On a trip full of memorable experiences, high among them would have to be our cooking class at Castello Banfi. The session was scheduled to start at 10 a.m., and I assumed we’d go through our paces and then sit down for lunch at the usual hour. Instead, we spent six hours in the kitchen (using residential rather than professional appliances) under the careful and congenial direction of the head chef, Riccardo Cappelli.
Everyone pitched in — we were six in all — measuring, chopping, slicing, whisking, tossing, cranking (a pasta machine), plating and serving. Under the chef’s watchful eye, we produced a full four-course meal: light flans flavored with zucchini, complemented by a tomato concasse; handmade tagliatelle pasta topped with a rich ragu of Chianina beef; sliced fillet of veal with sautéed porcini mushrooms and mashed potatoes ennobled with black truffles; and chocolate lava cake. Finally, we sat down to eat at 4 p.m. All of the dishes were accompanied, of course, by fine Banfi wines.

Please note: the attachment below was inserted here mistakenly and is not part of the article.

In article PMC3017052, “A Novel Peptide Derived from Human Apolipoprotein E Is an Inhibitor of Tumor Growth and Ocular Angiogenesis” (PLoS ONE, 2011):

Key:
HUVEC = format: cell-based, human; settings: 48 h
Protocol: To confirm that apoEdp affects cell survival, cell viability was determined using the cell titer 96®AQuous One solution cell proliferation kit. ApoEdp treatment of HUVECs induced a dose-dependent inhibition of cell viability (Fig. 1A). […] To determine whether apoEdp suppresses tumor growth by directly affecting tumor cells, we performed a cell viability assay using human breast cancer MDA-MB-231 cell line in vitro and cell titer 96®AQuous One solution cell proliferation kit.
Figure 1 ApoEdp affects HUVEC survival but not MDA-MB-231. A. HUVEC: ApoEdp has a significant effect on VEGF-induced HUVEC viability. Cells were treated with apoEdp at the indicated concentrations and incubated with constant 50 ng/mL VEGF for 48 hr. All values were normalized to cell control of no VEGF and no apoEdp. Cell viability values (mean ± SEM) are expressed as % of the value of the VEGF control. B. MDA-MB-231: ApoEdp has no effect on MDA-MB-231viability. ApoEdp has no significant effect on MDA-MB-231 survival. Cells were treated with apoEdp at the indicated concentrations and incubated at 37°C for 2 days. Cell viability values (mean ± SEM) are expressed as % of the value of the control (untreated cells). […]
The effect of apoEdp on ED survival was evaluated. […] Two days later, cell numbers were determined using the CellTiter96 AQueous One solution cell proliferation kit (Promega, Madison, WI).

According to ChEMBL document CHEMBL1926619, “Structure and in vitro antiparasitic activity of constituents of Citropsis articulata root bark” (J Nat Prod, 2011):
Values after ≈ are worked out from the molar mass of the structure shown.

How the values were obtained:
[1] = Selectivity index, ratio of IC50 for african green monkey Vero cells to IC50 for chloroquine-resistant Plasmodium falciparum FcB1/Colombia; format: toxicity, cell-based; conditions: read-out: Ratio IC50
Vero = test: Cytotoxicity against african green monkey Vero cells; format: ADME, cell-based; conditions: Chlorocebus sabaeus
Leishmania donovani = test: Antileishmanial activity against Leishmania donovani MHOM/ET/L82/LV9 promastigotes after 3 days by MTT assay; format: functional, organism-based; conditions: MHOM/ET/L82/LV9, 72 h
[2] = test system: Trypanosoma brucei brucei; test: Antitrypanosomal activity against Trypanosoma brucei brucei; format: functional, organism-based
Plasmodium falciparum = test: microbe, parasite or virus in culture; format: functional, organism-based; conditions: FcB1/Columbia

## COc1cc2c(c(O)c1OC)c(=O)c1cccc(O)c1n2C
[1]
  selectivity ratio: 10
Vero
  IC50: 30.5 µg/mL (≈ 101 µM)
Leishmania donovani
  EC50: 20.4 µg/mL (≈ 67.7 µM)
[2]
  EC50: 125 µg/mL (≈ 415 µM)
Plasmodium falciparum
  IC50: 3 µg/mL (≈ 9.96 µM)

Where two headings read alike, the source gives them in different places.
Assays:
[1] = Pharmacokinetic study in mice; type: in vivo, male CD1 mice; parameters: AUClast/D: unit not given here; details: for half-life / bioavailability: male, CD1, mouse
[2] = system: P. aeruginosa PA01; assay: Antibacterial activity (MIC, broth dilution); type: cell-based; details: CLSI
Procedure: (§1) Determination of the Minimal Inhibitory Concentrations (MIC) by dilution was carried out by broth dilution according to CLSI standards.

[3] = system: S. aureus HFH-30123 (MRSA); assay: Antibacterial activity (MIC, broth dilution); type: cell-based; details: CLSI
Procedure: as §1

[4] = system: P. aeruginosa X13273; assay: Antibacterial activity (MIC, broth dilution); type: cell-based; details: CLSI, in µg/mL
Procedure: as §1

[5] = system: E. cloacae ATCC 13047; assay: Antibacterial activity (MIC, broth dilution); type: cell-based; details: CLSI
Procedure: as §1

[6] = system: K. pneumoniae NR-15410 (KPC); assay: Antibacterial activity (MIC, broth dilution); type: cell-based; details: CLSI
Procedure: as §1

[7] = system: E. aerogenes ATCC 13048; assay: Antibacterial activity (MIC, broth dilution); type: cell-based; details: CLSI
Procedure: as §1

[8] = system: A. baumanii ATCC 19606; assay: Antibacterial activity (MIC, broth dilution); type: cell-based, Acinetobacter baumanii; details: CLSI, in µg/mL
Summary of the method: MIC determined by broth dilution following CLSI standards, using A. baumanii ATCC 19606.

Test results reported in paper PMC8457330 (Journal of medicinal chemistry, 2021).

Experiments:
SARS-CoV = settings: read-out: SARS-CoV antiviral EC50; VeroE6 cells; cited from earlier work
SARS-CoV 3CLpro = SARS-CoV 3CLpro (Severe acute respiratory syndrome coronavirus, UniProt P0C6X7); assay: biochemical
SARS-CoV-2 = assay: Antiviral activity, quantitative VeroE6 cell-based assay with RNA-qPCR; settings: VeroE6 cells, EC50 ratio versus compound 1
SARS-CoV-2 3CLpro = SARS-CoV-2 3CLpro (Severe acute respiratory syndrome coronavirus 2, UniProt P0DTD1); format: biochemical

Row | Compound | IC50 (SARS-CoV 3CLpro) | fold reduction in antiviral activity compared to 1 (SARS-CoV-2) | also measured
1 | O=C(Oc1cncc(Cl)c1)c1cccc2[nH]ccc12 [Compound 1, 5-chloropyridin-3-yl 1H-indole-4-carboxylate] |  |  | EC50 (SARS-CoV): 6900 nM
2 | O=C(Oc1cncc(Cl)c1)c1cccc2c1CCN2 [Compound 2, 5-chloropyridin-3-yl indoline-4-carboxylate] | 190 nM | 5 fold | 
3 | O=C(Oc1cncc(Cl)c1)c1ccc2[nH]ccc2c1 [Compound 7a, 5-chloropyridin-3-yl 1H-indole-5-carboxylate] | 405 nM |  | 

We also signed up for the cooking school during our stay at Castiglion del Bosco. It is housed within the former priest’s house, La Canonica, at the heart of the borgo. Just steps away from this restored building is a wonderful walled kitchen garden — designed by the same landscape architect who created the Vatican Gardens — the seasonal plots and beds of which contain more than 180 varieties of vegetables and herbs. Four courses are offered: “Pasta Fresca Experience;” “Pizza Experience;” “Tuscan Meal Experience;” and “Forgotten Flavours” (the last being intriguingly defined as “... an adventure designed to uncover age-old tastes (sapori) and techniques (saperi). ... a form of culinary archaeology, aimed at bringing to light the roots of Tuscan identity.”).
We opted for a morning pasta class, which took place in a kitchen with a huge stove and a superb array of copper cookware. Our instructor, Ricardo, proved charming and down to earth. After tour of the orto, the kitchen garden, he held a fascinating question-and-answer session. Next, he showed us how to make a variety of shaped pastas from just one sheet of handmade dough. The two-hour session concluded at noon. At lunch, we feasted on the spinach-ricotta tortellini and tagliatelle we had made, both accompanied by with a simple but sublime sugo di pomodoro (tomato sauce).
This article appeared in the December 2014 print edition of Andrew Harper’s Hideaway Report under the headline “Gastronomic Inspiration.”
Illustrations © Melissa Colson